Apple has made an iMovie for phone videos, and a way to edit your Instagram posts. Call it whatever you want, but Clips — a surprising new app from Apple for iPads, iPhones and the iPod Touch — is pretty great, especially considering that it’s completely free. Just don’t call it a social media app — it works with video sites like YouTube, Facebook, Instagram and Vimeo, but it absolutely is not designed to replace them.
Clips will be hitting the iOS App Store later today. I was able to use it for the past few days, fiddling around with making my own videos and trying its features. It’s deeper than I expected, and versatile. And, really, it’s an offline video-editing tool that can post your creations afterward. It’s easier to use than iMovie, too.
What’s really great about it is a) it’s free and b) it brings several things to the table that weren’t easy to do before. It’s a quick little kit for making Facebook or social-friendly videos with surprisingly effective captions, and that alone could earn it a spot in my most-used tools when I’m heading to events.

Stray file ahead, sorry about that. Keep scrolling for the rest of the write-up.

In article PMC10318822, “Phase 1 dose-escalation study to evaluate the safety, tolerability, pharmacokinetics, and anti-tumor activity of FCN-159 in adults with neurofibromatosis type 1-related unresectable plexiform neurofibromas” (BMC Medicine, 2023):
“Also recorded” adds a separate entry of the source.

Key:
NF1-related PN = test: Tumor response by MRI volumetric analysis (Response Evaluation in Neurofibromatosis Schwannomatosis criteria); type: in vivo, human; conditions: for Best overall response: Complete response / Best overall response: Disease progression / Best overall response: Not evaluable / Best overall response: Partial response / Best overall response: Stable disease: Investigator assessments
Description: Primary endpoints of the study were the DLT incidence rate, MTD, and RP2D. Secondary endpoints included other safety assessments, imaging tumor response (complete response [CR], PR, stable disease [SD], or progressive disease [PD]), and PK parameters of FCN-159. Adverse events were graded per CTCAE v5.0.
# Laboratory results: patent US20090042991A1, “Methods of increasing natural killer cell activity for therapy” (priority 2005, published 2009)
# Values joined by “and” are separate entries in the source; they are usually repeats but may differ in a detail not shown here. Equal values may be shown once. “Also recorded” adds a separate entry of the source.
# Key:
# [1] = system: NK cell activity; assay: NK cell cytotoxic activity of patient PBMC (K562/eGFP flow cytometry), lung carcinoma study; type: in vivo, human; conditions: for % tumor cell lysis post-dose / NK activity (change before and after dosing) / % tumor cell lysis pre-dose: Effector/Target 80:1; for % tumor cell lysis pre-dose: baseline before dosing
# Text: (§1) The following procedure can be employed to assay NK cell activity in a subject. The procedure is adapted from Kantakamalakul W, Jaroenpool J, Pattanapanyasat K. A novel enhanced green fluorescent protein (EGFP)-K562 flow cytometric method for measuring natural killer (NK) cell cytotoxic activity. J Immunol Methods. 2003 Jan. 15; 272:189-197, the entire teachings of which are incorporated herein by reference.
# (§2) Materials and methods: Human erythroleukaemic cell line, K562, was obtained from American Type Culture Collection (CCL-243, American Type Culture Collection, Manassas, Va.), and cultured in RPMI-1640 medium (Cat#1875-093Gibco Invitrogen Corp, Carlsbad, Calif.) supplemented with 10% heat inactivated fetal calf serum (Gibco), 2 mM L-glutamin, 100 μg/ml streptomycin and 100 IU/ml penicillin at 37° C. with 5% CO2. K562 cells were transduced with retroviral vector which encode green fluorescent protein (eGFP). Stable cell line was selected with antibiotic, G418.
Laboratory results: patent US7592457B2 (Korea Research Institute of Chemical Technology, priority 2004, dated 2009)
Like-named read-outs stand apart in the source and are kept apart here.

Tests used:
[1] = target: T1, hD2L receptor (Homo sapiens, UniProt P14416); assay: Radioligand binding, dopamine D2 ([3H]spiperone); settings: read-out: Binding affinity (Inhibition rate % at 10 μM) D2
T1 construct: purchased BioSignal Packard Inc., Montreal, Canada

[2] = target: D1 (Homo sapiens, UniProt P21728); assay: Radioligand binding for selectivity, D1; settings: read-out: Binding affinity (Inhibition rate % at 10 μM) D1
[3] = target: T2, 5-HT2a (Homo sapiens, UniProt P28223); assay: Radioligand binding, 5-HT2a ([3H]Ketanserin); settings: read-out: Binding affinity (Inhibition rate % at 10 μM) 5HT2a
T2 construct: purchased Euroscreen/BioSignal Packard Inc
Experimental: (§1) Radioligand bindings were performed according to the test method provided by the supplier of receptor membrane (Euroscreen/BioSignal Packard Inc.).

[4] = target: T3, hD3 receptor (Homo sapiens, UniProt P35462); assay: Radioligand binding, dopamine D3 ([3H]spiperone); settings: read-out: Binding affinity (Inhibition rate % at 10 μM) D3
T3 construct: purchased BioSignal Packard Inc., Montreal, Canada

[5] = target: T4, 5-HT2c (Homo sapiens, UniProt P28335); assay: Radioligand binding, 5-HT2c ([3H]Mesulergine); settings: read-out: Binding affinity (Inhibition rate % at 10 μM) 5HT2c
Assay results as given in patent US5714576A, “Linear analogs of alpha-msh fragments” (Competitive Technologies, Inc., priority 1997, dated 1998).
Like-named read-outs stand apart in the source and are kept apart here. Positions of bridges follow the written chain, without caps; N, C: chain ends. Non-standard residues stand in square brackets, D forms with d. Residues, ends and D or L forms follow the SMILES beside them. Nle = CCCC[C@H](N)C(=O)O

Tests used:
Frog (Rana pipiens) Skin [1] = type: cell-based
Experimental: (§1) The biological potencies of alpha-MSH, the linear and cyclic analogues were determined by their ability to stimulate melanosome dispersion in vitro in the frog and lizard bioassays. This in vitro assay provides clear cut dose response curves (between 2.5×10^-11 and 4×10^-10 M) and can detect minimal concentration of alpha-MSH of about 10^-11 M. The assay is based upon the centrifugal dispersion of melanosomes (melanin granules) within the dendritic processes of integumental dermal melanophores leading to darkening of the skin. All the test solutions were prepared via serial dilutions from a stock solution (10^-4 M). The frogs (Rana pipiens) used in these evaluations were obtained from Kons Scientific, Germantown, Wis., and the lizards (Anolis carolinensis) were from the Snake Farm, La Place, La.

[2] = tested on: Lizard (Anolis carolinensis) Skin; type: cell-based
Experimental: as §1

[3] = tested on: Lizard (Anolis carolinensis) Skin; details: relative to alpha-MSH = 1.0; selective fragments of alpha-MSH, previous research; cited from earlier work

This is a far more capable tool than whatever’s built into most social apps. But it has its quirks and definitely has limitations, too. Working with audio tracks and effects may frustrate those who want even more control, but it enables a lot of fun, fast ideas that can be used to turn your random video clips and still photos into an entertaining little video.
I’ve learned a few key tricks so far — Clips takes a little getting used to. Finding where all the extras are buried also takes time. For instance, you’ll need to tap up and down on navigational arrows to flip between the videos you’ve already made and the one you’re currently editing. The same goes when accessing tools like filters, live title captions, extra effects and cards (or, soundtracks).
Here’s what you need to know to get started with Clips.
It’s square videos only, so prepare accordingly
Like Instagram, Clips only does square videos. It formats your existing photos and videos and crops them (or, you can zoom and crop yourself, by pinching and dragging). The videos look good on a phone or tablet — regardless of viewing in portrait or landscape orientation — but on a TV they look weird. And there’s no way to pick another aspect ratio.